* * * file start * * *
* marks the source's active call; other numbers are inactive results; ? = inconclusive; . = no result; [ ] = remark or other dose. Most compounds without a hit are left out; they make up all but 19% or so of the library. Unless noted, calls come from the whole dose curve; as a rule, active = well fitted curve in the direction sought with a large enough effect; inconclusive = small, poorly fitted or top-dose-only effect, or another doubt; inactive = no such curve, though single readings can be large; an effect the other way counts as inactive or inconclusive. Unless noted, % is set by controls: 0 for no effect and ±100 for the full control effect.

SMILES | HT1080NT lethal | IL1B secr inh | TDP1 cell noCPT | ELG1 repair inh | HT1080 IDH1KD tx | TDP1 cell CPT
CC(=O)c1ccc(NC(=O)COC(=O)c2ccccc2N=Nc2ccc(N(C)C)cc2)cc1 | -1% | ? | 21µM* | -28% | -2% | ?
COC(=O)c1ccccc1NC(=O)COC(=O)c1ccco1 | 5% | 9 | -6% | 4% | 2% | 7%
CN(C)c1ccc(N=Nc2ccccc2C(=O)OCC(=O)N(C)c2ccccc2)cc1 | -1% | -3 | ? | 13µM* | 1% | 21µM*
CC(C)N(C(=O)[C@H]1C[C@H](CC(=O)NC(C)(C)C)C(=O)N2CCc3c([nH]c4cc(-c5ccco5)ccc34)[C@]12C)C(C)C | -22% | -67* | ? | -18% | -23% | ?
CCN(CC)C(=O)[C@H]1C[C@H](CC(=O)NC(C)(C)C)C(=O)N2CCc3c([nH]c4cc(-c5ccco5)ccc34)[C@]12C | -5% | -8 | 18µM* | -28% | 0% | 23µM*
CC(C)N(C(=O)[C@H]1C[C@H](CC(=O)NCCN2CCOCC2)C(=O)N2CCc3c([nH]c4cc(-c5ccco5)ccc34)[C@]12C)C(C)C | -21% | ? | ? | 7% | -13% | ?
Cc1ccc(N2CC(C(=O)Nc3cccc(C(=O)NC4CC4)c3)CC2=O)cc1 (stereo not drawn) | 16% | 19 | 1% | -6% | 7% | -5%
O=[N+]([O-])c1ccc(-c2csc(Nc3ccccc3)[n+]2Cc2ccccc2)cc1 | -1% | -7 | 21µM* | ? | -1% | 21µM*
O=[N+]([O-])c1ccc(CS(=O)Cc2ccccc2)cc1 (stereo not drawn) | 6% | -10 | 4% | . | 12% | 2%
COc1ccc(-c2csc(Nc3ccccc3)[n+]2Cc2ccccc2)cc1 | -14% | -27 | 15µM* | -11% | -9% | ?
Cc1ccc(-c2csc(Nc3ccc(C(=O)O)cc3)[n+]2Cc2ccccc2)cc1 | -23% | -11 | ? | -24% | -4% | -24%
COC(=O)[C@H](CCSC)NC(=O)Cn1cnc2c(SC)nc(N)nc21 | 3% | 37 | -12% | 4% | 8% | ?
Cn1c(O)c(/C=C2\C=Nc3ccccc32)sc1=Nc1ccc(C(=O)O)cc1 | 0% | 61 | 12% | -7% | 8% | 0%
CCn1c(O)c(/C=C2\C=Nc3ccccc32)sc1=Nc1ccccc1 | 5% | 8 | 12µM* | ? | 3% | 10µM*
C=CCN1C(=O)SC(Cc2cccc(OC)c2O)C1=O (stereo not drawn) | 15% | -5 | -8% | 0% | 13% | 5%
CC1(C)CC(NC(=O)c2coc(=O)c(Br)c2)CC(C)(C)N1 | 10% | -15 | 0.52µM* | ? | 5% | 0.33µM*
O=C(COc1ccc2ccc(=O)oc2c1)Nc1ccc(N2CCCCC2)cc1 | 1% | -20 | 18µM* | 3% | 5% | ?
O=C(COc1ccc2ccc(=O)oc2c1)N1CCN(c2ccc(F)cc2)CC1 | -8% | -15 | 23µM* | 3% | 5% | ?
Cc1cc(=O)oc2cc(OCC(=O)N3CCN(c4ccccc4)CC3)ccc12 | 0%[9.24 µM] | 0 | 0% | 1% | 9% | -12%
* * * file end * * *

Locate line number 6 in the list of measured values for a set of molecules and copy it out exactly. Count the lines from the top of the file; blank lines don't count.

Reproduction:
CC(C)N(C(=O)[C@H]1C[C@H](CC(=O)NC(C)(C)C)C(=O)N2CCc3c([nH]c4cc(-c5ccco5)ccc34)[C@]12C)C(C)C | -22% | -67* | ? | -18% | -23% | ?